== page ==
Yesterday Google announced Google TV. A way to merge Internet experience with your Television war hong experience.
It seems a lot like what Boxee is already doing, only googles box will also be able to connect with your cable box and pull data and search TV listings as well as Internet content.
Google TV is running a version of Android, so expect an app store in the future. Also expect your web browser to be Chrome. Since Google TV is that it’s a service, like Boxee, so it can run on differnt hardware. Sony, for example, is expected to put it in some Blu-Ray players while Logitech is making a dedicated box for the service, the Google TV companion box (shown in the video above).
Google seems to be making a big push here with the Google TV. They seem to want to own search on the TV and I can’t say I can blame them. My only hope (and I’m sure it’s Google’s also) is that I want get my TV without the cable company or a cable box. There is enough content on the Internet that I want to remove the whole thing. While Google TV isn’t reliant on you actually paying for cable, it runs deep in their interface. You can search for shows set them to record them to your DVR.
Google TV is interesting, certainly, and I can’t wait to see how Boxee will fire back.
[everywhere, video from Engadget]
MiniDisplay To HDMI - Watching Hulu On Your TV
I talked about it before but now having recieved and used the MiniDisplay to HDMI adaptor I’m ready to give my full report:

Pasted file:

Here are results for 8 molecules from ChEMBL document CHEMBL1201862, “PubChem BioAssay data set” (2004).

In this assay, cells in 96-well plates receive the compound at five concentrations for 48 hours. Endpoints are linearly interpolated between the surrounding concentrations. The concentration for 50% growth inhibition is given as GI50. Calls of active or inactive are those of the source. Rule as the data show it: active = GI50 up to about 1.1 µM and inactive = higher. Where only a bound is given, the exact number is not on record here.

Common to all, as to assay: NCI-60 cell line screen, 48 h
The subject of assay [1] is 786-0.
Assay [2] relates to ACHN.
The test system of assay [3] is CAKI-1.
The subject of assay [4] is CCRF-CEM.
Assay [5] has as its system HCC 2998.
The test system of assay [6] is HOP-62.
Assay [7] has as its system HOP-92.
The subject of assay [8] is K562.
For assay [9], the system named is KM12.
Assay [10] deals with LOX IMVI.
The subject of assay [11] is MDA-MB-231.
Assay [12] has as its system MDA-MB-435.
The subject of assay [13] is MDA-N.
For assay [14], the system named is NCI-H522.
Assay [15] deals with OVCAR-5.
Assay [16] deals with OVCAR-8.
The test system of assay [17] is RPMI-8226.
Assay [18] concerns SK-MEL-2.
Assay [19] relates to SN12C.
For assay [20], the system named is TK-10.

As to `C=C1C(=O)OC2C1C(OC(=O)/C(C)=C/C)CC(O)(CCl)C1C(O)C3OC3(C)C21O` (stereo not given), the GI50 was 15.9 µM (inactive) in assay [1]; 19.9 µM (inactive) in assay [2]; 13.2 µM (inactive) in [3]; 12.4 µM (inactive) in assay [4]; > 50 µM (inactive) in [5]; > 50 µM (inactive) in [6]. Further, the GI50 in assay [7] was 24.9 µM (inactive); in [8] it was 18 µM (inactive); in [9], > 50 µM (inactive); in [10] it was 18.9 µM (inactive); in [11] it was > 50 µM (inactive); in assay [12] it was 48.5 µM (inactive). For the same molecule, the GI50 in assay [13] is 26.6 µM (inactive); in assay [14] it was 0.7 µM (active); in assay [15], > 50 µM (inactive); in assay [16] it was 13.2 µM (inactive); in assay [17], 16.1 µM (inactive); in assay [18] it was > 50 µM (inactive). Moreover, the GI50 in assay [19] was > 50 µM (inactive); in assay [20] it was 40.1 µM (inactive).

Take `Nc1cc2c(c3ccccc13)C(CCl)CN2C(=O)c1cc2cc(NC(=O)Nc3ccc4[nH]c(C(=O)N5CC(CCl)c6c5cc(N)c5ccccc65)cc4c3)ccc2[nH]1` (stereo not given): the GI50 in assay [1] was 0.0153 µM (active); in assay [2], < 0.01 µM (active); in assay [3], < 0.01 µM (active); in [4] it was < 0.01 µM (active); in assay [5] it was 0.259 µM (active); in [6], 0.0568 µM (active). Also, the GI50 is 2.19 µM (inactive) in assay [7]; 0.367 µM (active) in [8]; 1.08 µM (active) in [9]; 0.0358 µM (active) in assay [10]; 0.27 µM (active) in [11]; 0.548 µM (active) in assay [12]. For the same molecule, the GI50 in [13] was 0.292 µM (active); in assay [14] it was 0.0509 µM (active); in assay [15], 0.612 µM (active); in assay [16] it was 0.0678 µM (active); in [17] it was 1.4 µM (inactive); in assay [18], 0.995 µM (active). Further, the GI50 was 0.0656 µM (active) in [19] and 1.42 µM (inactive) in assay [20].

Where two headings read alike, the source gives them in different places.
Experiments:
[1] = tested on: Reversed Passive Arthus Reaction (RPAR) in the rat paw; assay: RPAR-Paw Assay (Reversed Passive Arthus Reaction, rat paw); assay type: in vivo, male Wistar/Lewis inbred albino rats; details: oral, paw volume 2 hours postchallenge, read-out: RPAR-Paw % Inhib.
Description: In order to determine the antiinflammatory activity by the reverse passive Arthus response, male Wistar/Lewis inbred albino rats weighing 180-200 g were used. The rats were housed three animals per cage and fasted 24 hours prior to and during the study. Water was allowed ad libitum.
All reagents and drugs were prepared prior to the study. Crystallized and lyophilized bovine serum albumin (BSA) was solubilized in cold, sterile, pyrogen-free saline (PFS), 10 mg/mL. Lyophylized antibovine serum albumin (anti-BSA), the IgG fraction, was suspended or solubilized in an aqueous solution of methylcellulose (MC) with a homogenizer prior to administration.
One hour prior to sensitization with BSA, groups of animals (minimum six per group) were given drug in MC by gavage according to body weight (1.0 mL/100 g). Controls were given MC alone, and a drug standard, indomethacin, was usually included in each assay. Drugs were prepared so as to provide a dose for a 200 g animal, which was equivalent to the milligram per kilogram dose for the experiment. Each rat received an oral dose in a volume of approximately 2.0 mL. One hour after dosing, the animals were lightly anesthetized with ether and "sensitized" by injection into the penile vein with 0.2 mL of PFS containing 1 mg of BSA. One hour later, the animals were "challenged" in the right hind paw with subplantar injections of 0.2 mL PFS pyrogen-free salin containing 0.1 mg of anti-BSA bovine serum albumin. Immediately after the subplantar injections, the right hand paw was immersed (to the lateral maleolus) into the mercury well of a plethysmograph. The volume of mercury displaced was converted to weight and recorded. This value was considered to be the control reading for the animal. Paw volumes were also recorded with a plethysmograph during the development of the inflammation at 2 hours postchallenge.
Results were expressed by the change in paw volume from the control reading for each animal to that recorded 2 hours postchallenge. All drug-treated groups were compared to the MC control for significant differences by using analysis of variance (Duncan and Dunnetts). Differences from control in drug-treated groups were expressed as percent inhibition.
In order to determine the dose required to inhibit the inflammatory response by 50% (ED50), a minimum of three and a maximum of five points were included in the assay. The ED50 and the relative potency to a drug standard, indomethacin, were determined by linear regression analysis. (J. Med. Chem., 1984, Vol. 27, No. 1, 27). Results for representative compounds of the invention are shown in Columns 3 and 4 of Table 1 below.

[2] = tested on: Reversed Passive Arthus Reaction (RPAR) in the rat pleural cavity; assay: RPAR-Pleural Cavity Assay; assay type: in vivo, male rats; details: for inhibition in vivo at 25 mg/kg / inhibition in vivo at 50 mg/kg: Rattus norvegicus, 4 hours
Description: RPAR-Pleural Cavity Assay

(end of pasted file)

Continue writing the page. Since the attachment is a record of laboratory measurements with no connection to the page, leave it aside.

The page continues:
The distance between the TV in my bedroom and my computer isn’t very far making it really easy for me to connect my computer to the HDMI cable coming out of my TV.
I get a solid picture on both my 26inch Toshiba and my 32inch Samsung. I’ve played full screen Hulu, Vimeo, iTunes and YouTube. Compression is an issue, of course. You’re only going to get as good a picture as what was uploaded, so some weird video about cats shot in some guys apartment won’t look as good as clips of Lettermen posted by CBS.
Hulu and iTunes look the best but they’re showing me stuff that aired on TV. While it’s not as crisp as watching it in HD on my cable box everything I’ve watched looks pretty darn good. Having the ability to watch the shows that I miss (or don’t record on my DVR because of conflicts) on a television rather than on my 15inch computer monitor. I don’t want to watch an hour long show sitting at my desk.
The only downer is that the MacBook Pro does not have audio wired into the display port, meaning I can’t run audio out to my TV, it has to be out of speakers coming out of the computer. While this isn’t make or break for me because it could be for some people.
MiniDisplay is a standard, not an Apple propritary format, and does have the cabeabilities to cary audio as well as video it was just not built into the port on my MacBook. MonoPrice claims that if the computer is built to carry audio over MiniDisplay this adaptor can carry it over HDMI, so someone will get use from it. Apple could include the functionality in the next MacBook hardware revision.
Final Thought: Get it. If you have an HDMI television and you watch any amount of TV on your computer it’s worth it. Thing was 16 dollars after shipping, there’s almost no reason not to get one.
Coming on the heals of Wil Wheaton’s public distaste, CNET reports an actual reason to hate the SciFi channel changing its name to SyFy.
CNET points out that in Polish the word Syf translates to “a bloody mess” with its roots coming from lesions one gets when they have syphilis. The plural of syf is (you guessed it) syfy, translating roughly to “bloody messes.”
Congratulations SyFy. You’re name means “bloody messes” and hails from the name of a popular STD. Are you proud of yourself?